Affordable internet: Canada needs federal action now

March 16, 2021

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This Tuesday, March 16, starting at 1 pm ET, TekSavvy is joining a Canadian coalition of consumer advocates, social activists, academics and independent service providers in the Day of Action for Affordable Internet.

This virtual event, open for free to all Canadians, will feature round-tables, presentations and conversations with participants voicing their frustrations with government and regulator inaction when it comes to ensuring that everyone can access and use high-quality internet services at affordable prices.

Viewers will also be able to participate through question-and-answer sessions and a number of public action campaigns to be announced on the day. Don’t delay – check out the full schedule and register for your free Zoom link now by going here.

TekSavvy is participating in a session focusing on how Big Telecom is manipulating the regulatory system to keep smaller ISPs from truly competing.

We’ll have lots to say about the tactics these companies use – such as inflating wholesale internet access rates – to keep end user bills high, and how no one is stopping them. The same is true in the wireless business, where they have managed to stave off regulated wholesale access to their networks while driving smaller startups out of business.

The bigger theme likely to be discussed by many Day of Action participants is the overall lack of competition. Industry concentration is bad and about to become even worse with Rogers acquiring Shaw.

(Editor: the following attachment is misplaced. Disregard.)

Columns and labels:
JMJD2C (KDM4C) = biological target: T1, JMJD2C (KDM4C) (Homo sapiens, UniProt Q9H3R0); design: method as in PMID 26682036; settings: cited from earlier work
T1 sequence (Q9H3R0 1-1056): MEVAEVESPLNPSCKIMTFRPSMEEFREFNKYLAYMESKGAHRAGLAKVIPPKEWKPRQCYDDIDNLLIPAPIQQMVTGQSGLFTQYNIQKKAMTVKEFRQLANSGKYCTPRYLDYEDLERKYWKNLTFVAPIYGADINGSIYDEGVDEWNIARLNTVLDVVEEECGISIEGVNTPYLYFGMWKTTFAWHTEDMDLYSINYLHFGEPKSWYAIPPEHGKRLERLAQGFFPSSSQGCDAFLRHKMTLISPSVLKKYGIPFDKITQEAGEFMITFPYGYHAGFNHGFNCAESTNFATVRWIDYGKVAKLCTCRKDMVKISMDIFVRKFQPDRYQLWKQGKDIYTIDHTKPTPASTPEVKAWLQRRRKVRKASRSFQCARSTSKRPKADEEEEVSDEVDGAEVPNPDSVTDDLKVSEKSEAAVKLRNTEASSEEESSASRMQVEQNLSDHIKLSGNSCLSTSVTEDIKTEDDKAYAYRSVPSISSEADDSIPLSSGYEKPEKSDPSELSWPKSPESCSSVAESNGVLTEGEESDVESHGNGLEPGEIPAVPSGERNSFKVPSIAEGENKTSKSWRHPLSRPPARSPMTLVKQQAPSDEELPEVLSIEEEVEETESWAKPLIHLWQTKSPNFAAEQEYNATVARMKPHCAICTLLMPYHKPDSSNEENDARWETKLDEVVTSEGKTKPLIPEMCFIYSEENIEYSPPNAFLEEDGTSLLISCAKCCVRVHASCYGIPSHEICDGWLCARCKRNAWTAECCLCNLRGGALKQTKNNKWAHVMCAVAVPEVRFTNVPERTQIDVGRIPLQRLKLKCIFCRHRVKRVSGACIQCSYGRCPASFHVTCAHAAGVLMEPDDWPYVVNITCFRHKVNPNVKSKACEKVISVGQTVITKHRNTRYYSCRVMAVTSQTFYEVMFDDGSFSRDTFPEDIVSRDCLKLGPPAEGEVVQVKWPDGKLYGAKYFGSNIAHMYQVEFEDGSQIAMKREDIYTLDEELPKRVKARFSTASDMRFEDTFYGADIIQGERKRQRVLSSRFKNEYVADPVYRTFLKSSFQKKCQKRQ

These giant companies are able to squash smaller competitors before they can grow. They own large swaths of the media, which can make it difficult for competitors to attract attention. They outspend smaller rivals in advertising, blocking them from getting their messages out.

They wield out-sized lobbying and policy-influencing capability. They have former employees and executives in key decision-making positions.

Simply put, the power these companies have in Canada is staggering.

The Canadian government has rightly recognized that some companies do indeed have too much power, but it is looking in the wrong direction – toward U.S. tech giants such as Google and Facebook. While elected officials are concerning themselves with ensuring that Netflix is creating enough Canadian content, they are not seeing the bigger problem in front of them.

South of the border, the U.S. government is moving to take action against those tech giants. Spurred by recent, seemingly coordinated wage cuts to workers at Canadian grocery store chains, some Members of Parliament are also calling for a review of competition law here.

They are right to do so because antitrust is a problem in a number of industries, but perhaps none more so than telecom – as TekSavvy has argued in a complaint to the Competition Bureau. Competition in telecom is very nearly dead, which is why action – and a Day of Action – is needed.

The current government was initially elected on the promise that it would protect and stick up for all Canadians, not just large corporate interests. The time to deliver on that promise is now.

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